While turmoil in the Trump administration pummels financial markets, Citigroup analysts are warning investors also need to prepare for rising North Korean risk.
Though it is tough to price anything other than higher volatility in the short-term, aggression from an insecure North Korean regime and a global response to it could disrupt supply chains, dent global confidence and hurt capital flows, Citigroup analysts led by Johanna Chua said in a note titled, “North Korea risks – this time it is different.”
While the threatening rhetoric and military provocation including nuclear-weapon tests by the regime in Pyongyang have been going on for years, there’s “good reason to believe that risks are ratcheting higher now than in the past,” the analysts said.
Singapore and Vietnam will most likely be affected by any supply disruption and heightened military activity could derail global growth and lead to a oil shock, the analysts said.
They cited the following four reasons:
- The North Korean regime has become more unpredictable under Kim Jong-Un.
- The country’s ballistic-missile program is making technological progress.
- A more unpredictable US foreign policy
- China may still prefer a nuclear-armed North Korea than a failed state.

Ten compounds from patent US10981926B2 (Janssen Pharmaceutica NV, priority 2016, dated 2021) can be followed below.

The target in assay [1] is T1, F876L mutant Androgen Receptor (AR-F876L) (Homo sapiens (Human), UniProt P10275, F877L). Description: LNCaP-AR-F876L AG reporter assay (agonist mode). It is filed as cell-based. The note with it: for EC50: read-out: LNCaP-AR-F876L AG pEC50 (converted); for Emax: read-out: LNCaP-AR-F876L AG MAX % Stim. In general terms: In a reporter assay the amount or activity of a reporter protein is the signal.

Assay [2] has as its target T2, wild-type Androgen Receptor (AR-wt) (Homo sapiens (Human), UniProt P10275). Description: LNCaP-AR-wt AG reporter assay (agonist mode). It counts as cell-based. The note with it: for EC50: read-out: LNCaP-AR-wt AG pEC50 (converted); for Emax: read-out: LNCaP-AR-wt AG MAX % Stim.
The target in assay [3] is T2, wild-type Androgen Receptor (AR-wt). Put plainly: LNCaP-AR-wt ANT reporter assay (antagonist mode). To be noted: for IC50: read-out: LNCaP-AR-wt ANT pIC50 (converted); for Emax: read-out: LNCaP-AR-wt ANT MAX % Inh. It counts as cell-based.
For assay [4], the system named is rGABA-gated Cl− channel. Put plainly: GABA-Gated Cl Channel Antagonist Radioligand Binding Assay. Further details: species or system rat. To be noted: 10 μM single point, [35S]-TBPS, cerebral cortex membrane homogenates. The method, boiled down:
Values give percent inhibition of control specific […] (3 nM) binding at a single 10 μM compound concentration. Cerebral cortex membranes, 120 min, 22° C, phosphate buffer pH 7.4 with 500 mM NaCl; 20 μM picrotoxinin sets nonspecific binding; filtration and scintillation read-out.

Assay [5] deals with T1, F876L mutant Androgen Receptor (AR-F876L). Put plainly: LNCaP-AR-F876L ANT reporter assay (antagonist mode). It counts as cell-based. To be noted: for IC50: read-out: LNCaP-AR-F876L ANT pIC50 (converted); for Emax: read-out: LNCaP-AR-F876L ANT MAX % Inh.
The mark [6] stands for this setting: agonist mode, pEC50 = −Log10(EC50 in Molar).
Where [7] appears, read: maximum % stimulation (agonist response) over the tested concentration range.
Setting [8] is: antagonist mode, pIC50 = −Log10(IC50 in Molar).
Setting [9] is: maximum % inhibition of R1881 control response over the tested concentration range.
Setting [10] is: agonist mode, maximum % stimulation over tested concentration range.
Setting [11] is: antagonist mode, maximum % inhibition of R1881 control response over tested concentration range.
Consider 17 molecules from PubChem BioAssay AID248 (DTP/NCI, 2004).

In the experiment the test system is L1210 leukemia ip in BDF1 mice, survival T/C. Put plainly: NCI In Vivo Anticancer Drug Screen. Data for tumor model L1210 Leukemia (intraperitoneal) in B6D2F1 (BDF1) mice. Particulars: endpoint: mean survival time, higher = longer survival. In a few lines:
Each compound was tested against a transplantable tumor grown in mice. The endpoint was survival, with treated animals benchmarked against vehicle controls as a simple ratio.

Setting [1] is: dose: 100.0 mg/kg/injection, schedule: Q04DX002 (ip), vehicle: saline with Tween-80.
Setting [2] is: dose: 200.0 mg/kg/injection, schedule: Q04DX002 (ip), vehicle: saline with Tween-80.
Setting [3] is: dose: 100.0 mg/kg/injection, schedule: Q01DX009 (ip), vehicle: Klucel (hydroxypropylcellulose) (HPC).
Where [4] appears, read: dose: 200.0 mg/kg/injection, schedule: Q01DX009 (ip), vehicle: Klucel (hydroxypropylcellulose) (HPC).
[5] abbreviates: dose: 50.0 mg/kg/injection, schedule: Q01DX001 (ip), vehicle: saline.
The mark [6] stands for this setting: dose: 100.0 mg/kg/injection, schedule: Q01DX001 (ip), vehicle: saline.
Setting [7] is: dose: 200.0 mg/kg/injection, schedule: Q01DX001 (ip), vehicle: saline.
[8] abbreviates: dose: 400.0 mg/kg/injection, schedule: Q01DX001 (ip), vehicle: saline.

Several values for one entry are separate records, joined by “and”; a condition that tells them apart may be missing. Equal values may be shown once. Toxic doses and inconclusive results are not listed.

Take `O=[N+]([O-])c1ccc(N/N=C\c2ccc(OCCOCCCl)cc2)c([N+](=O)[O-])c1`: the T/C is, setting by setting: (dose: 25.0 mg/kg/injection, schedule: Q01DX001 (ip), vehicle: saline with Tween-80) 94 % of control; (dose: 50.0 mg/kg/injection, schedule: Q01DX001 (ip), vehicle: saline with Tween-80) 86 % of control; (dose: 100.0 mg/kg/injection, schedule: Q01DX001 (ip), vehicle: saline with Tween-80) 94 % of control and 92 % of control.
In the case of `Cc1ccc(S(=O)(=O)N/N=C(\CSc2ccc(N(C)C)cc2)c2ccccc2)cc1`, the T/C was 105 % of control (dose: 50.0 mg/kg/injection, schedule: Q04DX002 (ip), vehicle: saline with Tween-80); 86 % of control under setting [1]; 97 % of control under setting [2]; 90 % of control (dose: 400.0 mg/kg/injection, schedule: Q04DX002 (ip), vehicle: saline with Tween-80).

The analysts said they didn’t see diplomacy soothing the rancour or North Korea agreeing to denuclearise.
They listed five possible outcomes:
- Restraint on all sides with the help of sanctions threats (Citi’s base case scenario).
- North Korea conducts a sixth nuclear test, but over time, caves in to sanctions pressure.
- North Korea conducts a sixth nuclear test and the US pursues carefully targeted “surgical” military strikes (low probability).
- All-out military conflict, impacting Seoul and/or Tokyo (Low pobability).
- A return to diplomacy, with a multilateral framework.
Citi analysts predict Vietnam and Singapore would be the most affected by any supply disruption from Korea, while Thailand, Taiwan, Korea, Malaysia and the Philippines are more exposed to problems in Japan’s supply chain.
A demand shock is unlikely to be contained to North Asia and could spill over globally, impacting more open economies, they said.
Any abrupt withdrawal of liquidity from Japanese banks is likely to be globally significant.
And a major shock event would likely prompt a sharp demand for safe assets bolstering the yen in the short-term though weakening it if the conflict persists.
The Aussie and Kiwi would fall while the Swiss franc and the greenback would likely benefit from safe-haven flows, the analysts said.